I was looking at the new webpage from the Roy Castle Foundation with an interactive map of lung cancer care in the UK. This is quite a nice piece of work! I for one would like to see more communication of public service stats made along these lines. But there are some outstanding questions that I think will come to mind for a lot of readers, and it would be great to see these tackled in the near future by all interactive mappers.
Data comes straight from the publicly available Lung Cancer Clinical Audit report, which in my personal opinion (see disclaimer below) is the product of one of the most advanced audit projects we have in the UK. In particular, they have been very interested in improving communication of results to all sorts of audiences: clinicians, managers, media, patients and the public. Clearly this is paying off, as this sort of product generates interest in a way that you can only dream of if you are still issuing PDF reports tucked away on your website.
Here’s the first of two problems. Casemix is the term we use for the fact that one hospital will see different patients to another, maybe because the local population is different, maybe because they have more specialised services. As the map says “Some cancer Trusts will include a greater proportion of hospitals which treat late stage patients and will therefore appear to have poorer outcomes, due to the more advanced nature of their disease”. Not only outcomes but also processes. Surgery for example will not help some people, while others refuse. We would not expect surgery to be performed on 100% of patients. On the other hand, allowing the hospital to mark the patient as “not eligible” has its own problems of gaming, well documented even in good people with no mendacious intent. (See for example the book “Performance Measurement for Health System Improvement”). What this map would benefit from is at least some accompanying text explaining how each indicator could be affected by this and what they need to bear in mind. Statistical adjustment for casemix is a popular option, although it’s only as good as your model of what affects what, and the quality of data you collected.
Uncertainty is the second problem. What you really want to know is whether your local hospital is any good, or where you should suggest your relative with lung cancer goes. IN other words, you have here some stats about 2011 and you want to project them into 2013/4. The future will be a bit different, of course, but we can use stats to tell us a range within which it is likely to lie if nothing else major changes. Now, this does appear (see pic above) for the routes to diagnosis, although the term “confidence interval” is not explained. Why not do something similar for all the stats? I know it’s not perfect, but it’s better than nothing. Take St George’s for example. There were 173 patients, and 27 (15.6%) had surgery. Going into the future, if nothing major changes, the long-term percentage will probably (95% certain) be between 10.5% and 21.9%, which is quite wide, reflecting the fact that 27 patients is not really enough data to judge the long-term by. The surgery % has apparently dropped 3.5% since the previous audit, which might worry you a bit, but knowing that confidence interval helps put it in perspective: it’s likely to be just normal fluctuation from one year to the next.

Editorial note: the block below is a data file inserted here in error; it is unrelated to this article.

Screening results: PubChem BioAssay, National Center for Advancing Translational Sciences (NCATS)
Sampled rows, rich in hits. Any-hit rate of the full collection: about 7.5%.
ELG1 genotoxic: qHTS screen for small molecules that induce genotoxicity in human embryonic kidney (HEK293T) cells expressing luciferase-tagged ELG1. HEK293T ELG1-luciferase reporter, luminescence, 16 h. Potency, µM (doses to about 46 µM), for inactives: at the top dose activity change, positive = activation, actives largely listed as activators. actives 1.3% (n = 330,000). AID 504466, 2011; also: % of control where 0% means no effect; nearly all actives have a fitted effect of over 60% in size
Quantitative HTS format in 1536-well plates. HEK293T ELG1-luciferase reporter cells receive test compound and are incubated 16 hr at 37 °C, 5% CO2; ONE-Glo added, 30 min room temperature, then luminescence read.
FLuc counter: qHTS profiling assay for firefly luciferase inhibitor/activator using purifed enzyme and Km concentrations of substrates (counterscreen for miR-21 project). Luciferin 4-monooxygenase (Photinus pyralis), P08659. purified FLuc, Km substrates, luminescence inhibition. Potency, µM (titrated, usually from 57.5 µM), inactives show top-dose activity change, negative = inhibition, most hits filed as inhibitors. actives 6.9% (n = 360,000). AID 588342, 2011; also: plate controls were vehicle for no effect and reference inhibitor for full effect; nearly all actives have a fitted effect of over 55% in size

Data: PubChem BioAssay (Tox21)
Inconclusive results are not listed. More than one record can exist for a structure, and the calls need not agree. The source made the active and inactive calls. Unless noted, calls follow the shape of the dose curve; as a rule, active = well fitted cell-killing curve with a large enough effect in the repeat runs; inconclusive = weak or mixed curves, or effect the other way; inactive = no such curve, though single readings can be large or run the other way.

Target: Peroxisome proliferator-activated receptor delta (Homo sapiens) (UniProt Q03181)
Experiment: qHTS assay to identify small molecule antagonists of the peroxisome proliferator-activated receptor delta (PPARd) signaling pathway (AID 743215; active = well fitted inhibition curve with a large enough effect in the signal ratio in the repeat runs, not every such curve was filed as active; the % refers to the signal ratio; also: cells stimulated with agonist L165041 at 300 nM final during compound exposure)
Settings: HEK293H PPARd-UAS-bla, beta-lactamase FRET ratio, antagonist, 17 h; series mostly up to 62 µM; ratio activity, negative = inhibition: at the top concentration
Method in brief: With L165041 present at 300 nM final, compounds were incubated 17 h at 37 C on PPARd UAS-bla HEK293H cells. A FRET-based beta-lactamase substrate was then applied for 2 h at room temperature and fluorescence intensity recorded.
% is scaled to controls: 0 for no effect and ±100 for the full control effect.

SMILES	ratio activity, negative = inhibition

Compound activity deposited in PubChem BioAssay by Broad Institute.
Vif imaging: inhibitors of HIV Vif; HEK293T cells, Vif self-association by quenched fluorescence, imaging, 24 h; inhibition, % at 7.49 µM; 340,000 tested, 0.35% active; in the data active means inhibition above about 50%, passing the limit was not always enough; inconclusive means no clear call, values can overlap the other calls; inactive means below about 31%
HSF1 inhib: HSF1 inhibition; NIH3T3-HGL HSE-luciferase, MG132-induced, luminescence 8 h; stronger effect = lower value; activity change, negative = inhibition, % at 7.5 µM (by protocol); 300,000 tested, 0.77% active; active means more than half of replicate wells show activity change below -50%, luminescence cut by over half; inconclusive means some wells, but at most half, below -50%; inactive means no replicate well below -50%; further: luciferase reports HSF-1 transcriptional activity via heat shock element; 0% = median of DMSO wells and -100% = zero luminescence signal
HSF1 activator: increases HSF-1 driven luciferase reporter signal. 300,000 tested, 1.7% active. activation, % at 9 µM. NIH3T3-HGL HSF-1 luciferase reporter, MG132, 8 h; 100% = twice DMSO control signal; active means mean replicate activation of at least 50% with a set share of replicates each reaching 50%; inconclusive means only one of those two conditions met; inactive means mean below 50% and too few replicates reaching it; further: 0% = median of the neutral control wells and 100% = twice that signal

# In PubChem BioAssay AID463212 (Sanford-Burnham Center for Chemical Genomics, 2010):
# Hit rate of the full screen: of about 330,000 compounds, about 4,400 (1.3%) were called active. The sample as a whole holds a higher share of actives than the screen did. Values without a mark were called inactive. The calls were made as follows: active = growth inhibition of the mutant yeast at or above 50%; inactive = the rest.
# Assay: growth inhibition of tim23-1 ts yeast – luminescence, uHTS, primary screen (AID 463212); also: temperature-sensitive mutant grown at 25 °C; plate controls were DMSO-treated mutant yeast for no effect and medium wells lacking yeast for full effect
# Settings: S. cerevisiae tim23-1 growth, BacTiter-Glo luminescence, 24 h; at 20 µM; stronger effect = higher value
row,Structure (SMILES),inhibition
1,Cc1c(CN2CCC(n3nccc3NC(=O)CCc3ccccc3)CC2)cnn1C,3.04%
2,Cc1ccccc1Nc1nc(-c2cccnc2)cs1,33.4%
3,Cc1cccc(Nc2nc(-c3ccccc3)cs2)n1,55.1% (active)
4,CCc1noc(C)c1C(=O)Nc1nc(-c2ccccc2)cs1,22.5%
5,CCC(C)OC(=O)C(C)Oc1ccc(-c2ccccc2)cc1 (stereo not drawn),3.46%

Some of the audit statistics are also going to be included in the next NHS Atlas of Variation. I wait to see whether this official Government publication innovates further on the methods used to depict uncertainty.
Disclaimer: I am a member of the National Advisory Group on Clinical Audit and Confidential Enquiries. We advise the Department of Health / NHS England on funding clinical audit projects. This blog post is entirely my own opinion and does not reflect views or policy of NAGCAE, NHS England or HM Government.